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pittsburghjoe Jan 2nd 2017 03:17 PM

e = t
 
Energy is a dimension just as much as Time.

In this dimension everything travels as energy in waveform.

The entire EM Spectrum is a subset to this dimension (until it is measured).

All quantum weirdness events takes place in this dimension (superposition).

The double slit experiment finally makes sense. The particle is an energy wave until it is measured and becomes mass.

Dimensions of Mass = xyz
​Dimension of Energy = quantum waves
Dimension of Time = t

HallsofIvy Jan 3rd 2017 05:14 AM

What do you mean by "dimension". It is clear that you are not using the usual meaning. For one thing "the entire EM spectrum" is not a subset of any "dimension"! An wave (not an "energy" wave) becomes a particle after it is measured, not a "mass"- mass is a particular property of matter, not a physical object itself.

I strongly suggest you look up the actual definitions of "dimension" and "mass" before you go on. No, "xyz" (I assume you mean three axes in space) have nothing to do with mass.

Woody Jan 3rd 2017 05:15 AM

Hi PittsburghJoe,
I'm not sure that I understand your post,
however you might like to consider the <Four Dimensional Momentum> vector.
Note how mass appears in the space-wise components and Energy in the time-wise component.

pittsburghjoe Jan 3rd 2017 12:40 PM

Quote:

Originally Posted by HallsofIvy (Post 33770)
What do you mean by "dimension". It is clear that you are not using the usual meaning. For one thing "the entire EM spectrum" is not a subset of any "dimension"!

How would you describe what I'm talking about without using the word "Dimension"? Maybe "realm" or "layer to our universe"? I'm basically saying that we live in a world of three major channels: Mass, Energy, and Time. EM waves are part of this dimension, that's what this thread is about. Time to rewrite the textbooks!

Quote:

Originally Posted by HallsofIvy (Post 33770)
An wave (not an "energy" wave) becomes a particle after it is measured, not a "mass"- mass is a particular property of matter, not a physical object itself.

I'm sticking to my new way of describing "mass".

pittsburghjoe Jan 3rd 2017 12:42 PM

Quote:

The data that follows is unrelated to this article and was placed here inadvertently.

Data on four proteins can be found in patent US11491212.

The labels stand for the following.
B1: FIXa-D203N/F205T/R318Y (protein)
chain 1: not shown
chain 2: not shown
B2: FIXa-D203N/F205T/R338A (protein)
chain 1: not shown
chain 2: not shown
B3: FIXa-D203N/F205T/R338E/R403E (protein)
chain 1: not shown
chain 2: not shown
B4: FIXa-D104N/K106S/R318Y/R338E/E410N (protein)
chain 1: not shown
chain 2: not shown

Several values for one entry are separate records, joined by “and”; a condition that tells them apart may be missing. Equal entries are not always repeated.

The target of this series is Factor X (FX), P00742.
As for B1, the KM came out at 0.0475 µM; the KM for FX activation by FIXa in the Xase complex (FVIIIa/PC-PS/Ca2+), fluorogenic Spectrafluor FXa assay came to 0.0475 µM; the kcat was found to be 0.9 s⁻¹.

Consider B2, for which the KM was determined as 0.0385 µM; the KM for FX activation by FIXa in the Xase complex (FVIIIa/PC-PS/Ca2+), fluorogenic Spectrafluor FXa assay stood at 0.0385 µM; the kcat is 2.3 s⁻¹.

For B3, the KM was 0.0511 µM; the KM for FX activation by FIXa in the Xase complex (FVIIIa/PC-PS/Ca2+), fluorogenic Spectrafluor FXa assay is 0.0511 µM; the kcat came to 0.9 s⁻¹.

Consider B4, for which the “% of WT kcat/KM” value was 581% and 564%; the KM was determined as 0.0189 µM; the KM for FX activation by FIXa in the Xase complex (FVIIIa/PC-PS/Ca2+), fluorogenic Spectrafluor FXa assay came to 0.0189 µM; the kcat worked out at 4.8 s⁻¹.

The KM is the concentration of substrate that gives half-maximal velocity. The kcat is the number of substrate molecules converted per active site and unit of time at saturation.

Originally Posted by Woody (Post 33771)
Hi PittsburghJoe,
I'm not sure that I understand your post,
however you might like to consider the <Four Dimensional Momentum> vector.
Note how mass appears in the space-wise components and Energy in the time-wise component.

Interesting, as soon as I can wrap my head around it, I might be able to work it into my theory. thanks

HallsofIvy Jan 4th 2017 06:47 AM

Quote:

Originally Posted by pittsburghjoe (Post 33775)
How would you describe what I'm talking about without using the word "Dimension"? Maybe "realm" or "layer to our universe"? I'm basically saying that we live in a world of three major channels: Mass, Energy, and Time. EM waves are part of this dimension, that's what this thread is about. Time to rewrite the textbooks!



I'm sticking to my new way of describing "mass".

So you don't want anyone to understand you anyway.

pittsburghjoe Jan 4th 2017 11:27 AM

I treat mass the same way as a 3D modeling program. A measured neutrino or electron has a single set of x,y,z (a vertex). Anything bigger being brought over from Energy Dimension will have depth (more x,y,z's assigned to the object).

Woody Jan 5th 2017 03:59 AM

In physics the term "dimension" is generally reserved for the four components of the vectors defining relative positions in spacetime.
(In string theory they add extra "dimensions", but that is another story).

The scalar quantities detailing the properties of an object (e.g mass & energy) are not generally referred to in terms of "dimension".

While the magnitude of these scalar properties could be represented along an additional axis of a graph (i.e. along an extra dimension), this terminology would not (in general) be used.

pittsburghjoe Jan 5th 2017 02:02 PM

Do I dare call this Energy layer a Force?

topsquark Jan 9th 2017 06:56 AM

Quote:

Originally Posted by pittsburghjoe (Post 33785)
Do I dare call this Energy layer a Force?

Nope. Energy is not a force and can't be labeled as such. Listen to what Halls and Woody are saying...they are correct. In order for you to progress here you need to stop talking about "dimensions" and "xyz." These are terms that have specific, and widely accepted, definitions. In order to talk comprehensively you need to attach new and descriptive variable names to your concepts. Else you are talking gibberish.

-Dan


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